Digital badges are receiving a growing amount of attention and are beginning to disrupt the norms of what it means to earn credit or be credentialed. Badges allow the sharing of evidence of skills and knowledge acquired through a wide range of life activity, at a granular level, and at a pace that keeps up with individuals who are always learning—even outside the classroom. As a result, there’s quite a lot for colleges and universities to consider in the wide open frontier called badging.
During this ELI Course, participants will:
Explore core concepts that define digital badges, as well as their benefits and use in learning-related contexts
Understand the underlying technical aspects of digital badges and how they relate to each other and the broader landscape for each learner and issuing organization
Critically review and analyze examples of the adoption of digital credentials both inside and outside higher education
Identify and isolate specific programs, courses, or other campus or online activities that would be meaningfully supported and acknowledged with digital badges or credentials—and more
Join us for this three-part series. Registration is open.
We’re now seeing a move toward mid-range, standalone VR headsets with everything built into the device. Some include their own processors, while others, like the forthcoming Microsoft headset, will work with current desktops. Microsoft’s device claims to do both VR and a modified version of mixed reality
The low end of the VR spectrum has been dominated by Google Cardboard, with over 10 million distributed
AR burst into the public’s consciousness with the Pokemon Go craze in 2016. And Snap (formerly Snapchat) expanded the range of their social media platform with the release of Spectacles, their wearable glasses and World Lens filters that add digital objects to your environment. A second version of Spectacles may include far more extensive AR capabilities.
At Facebook’s spring F8 conference, Mark Zuckerberg made the case that our mobile cameras will be the first popular AR platform. Apple just announced ARKit for iOS at their June WWDC developers conference.
Meta Glasses has been developing its own mixed reality unit that offers a wider field of view than the 40° of HoloLens. And Intel’s Project Alloy promises a “Merged Reality” headset prototype combining both VR and AR by the end of this year.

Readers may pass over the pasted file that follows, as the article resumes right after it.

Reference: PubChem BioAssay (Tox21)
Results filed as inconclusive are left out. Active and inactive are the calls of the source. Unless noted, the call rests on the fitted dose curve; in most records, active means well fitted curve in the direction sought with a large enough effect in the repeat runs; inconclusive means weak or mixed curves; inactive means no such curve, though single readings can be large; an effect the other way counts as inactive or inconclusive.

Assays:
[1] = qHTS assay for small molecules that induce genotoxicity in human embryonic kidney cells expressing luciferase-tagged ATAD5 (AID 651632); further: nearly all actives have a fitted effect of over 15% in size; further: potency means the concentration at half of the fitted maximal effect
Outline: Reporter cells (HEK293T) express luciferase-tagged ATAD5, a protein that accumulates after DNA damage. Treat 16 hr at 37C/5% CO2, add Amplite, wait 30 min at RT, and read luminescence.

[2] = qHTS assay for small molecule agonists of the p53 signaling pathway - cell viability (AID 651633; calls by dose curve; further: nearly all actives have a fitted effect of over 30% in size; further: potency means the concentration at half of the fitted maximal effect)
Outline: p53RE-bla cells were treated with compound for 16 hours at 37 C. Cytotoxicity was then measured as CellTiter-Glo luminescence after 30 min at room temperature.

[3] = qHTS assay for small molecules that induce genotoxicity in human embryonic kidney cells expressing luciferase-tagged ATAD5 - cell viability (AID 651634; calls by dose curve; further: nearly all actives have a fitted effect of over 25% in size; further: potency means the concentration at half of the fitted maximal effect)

Aryzon which is creating a Google Cardboard-like device for simple AR experiences. Another is the NOLO Project, which offers an HTC Vive-like experience with full freedom of movement using only a plastic headset and your phone.
Technology is changing higher education, but the greatest value of a physical university will remain its face-to-face (naked) interaction between faculty and students. Technology has fundamentally changed our relationship to knowledge and this increases the value of critical thinking, but we need to redesign our courses to deliver this value. The most important benefits to using technology occur outside of the classroom. New technology can increase student preparation and engagement between classes and create more time for the in-class dialogue that makes the campus experience worth the extra money it will always cost to deliver. Students already use online content, but need better ways to interact with material before every class. By using online quizzes and games, rethinking our assignments and course design, we can create more class time for the activities and interactions that most spark the critical thinking and change of mental models we seek.
The design of blended learning curriculum will be more diversified and personalized with the integration of creative in-class active learning strategies and innovative educational technologies, such as adaptive learning, virtual reality, mobile technologies
Quality assurance is the biggest challenge with implementing blended learning in the higher education environment today. I would propose institutions to adopt evidence-based standards for course evaluations. For instance, the OLC Quality Scorecard for Blended Learning Programs
MEL Science aims to release more than 150 lessons covering all the main topics included in K–12 schools’ chemistry curriculum. Later this year, MEL Science also aims to add support for other VR platforms, including Google Cardboard and Samsung Gear VR.
Augmented reality adds computer-generated content as a contextual overlay to the real world. This technology, often powered by devices we already carry, has enormous applications for training and development.
Virtual reality has existed for decades, but technology has finally emerged that makes it truly accessible. VR allows us to put learners in a truly immersive environment, creating entirely new opportunities for training and learning.
AR and VR are just the start of the alternate-reality conversation. There are additional technologies that we can use on their own or as part of a blend with AR and VR to increase the level of immersion in the experiences we create.